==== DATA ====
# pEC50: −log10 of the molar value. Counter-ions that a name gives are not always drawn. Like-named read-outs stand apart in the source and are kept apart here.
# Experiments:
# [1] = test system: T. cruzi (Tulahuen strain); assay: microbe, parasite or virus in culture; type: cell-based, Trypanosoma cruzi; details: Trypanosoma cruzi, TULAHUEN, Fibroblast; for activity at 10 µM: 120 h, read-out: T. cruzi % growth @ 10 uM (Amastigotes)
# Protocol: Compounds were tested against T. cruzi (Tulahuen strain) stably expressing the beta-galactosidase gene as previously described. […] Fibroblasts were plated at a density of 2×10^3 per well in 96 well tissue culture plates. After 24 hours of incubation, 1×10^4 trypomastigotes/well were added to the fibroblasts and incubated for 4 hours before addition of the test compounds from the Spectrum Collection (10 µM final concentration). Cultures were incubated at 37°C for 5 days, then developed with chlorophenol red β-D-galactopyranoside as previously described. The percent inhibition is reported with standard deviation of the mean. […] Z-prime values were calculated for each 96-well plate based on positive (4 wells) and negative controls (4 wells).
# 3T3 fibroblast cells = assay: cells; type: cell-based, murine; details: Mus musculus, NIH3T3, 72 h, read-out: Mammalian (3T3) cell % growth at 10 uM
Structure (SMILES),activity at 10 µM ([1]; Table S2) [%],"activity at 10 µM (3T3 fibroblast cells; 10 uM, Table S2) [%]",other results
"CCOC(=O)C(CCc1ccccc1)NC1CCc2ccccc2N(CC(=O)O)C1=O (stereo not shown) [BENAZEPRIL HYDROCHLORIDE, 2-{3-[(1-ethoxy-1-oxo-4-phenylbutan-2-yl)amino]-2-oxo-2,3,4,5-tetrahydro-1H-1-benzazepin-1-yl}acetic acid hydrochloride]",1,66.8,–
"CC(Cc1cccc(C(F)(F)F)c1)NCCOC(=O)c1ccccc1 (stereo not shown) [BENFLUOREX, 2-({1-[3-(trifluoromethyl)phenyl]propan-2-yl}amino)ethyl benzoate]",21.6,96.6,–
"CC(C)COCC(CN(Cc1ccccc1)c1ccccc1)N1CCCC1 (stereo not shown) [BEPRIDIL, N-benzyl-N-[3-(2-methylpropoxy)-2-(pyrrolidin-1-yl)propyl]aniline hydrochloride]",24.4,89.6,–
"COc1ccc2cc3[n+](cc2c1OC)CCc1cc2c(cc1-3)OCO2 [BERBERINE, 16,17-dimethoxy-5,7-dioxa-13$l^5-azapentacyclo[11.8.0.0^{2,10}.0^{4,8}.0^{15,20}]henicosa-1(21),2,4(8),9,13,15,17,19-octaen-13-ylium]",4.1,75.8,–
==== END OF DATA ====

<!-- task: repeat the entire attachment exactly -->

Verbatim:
# pEC50: −log10 of the molar value. Counter-ions that a name gives are not always drawn. Like-named read-outs stand apart in the source and are kept apart here.
# Experiments:
# [1] = test system: T. cruzi (Tulahuen strain); assay: microbe, parasite or virus in culture; type: cell-based, Trypanosoma cruzi; details: Trypanosoma cruzi, TULAHUEN, Fibroblast; for activity at 10 µM: 120 h, read-out: T. cruzi % growth @ 10 uM (Amastigotes)
# Protocol: Compounds were tested against T. cruzi (Tulahuen strain) stably expressing the beta-galactosidase gene as previously described. […] Fibroblasts were plated at a density of 2×10^3 per well in 96 well tissue culture plates. After 24 hours of incubation, 1×10^4 trypomastigotes/well were added to the fibroblasts and incubated for 4 hours before addition of the test compounds from the Spectrum Collection (10 µM final concentration). Cultures were incubated at 37°C for 5 days, then developed with chlorophenol red β-D-galactopyranoside as previously described. The percent inhibition is reported with standard deviation of the mean. […] Z-prime values were calculated for each 96-well plate based on positive (4 wells) and negative controls (4 wells).
# 3T3 fibroblast cells = assay: cells; type: cell-based, murine; details: Mus musculus, NIH3T3, 72 h, read-out: Mammalian (3T3) cell % growth at 10 uM
Structure (SMILES),activity at 10 µM ([1]; Table S2) [%],"activity at 10 µM (3T3 fibroblast cells; 10 uM, Table S2) [%]",other results
"CCOC(=O)C(CCc1ccccc1)NC1CCc2ccccc2N(CC(=O)O)C1=O (stereo not shown) [BENAZEPRIL HYDROCHLORIDE, 2-{3-[(1-ethoxy-1-oxo-4-phenylbutan-2-yl)amino]-2-oxo-2,3,4,5-tetrahydro-1H-1-benzazepin-1-yl}acetic acid hydrochloride]",1,66.8,–
"CC(Cc1cccc(C(F)(F)F)c1)NCCOC(=O)c1ccccc1 (stereo not shown) [BENFLUOREX, 2-({1-[3-(trifluoromethyl)phenyl]propan-2-yl}amino)ethyl benzoate]",21.6,96.6,–
"CC(C)COCC(CN(Cc1ccccc1)c1ccccc1)N1CCCC1 (stereo not shown) [BEPRIDIL, N-benzyl-N-[3-(2-methylpropoxy)-2-(pyrrolidin-1-yl)propyl]aniline hydrochloride]",24.4,89.6,–
"COc1ccc2cc3[n+](cc2c1OC)CCc1cc2c(cc1-3)OCO2 [BERBERINE, 16,17-dimethoxy-5,7-dioxa-13$l^5-azapentacyclo[11.8.0.0^{2,10}.0^{4,8}.0^{15,20}]henicosa-1(21),2,4(8),9,13,15,17,19-octaen-13-ylium]",4.1,75.8,–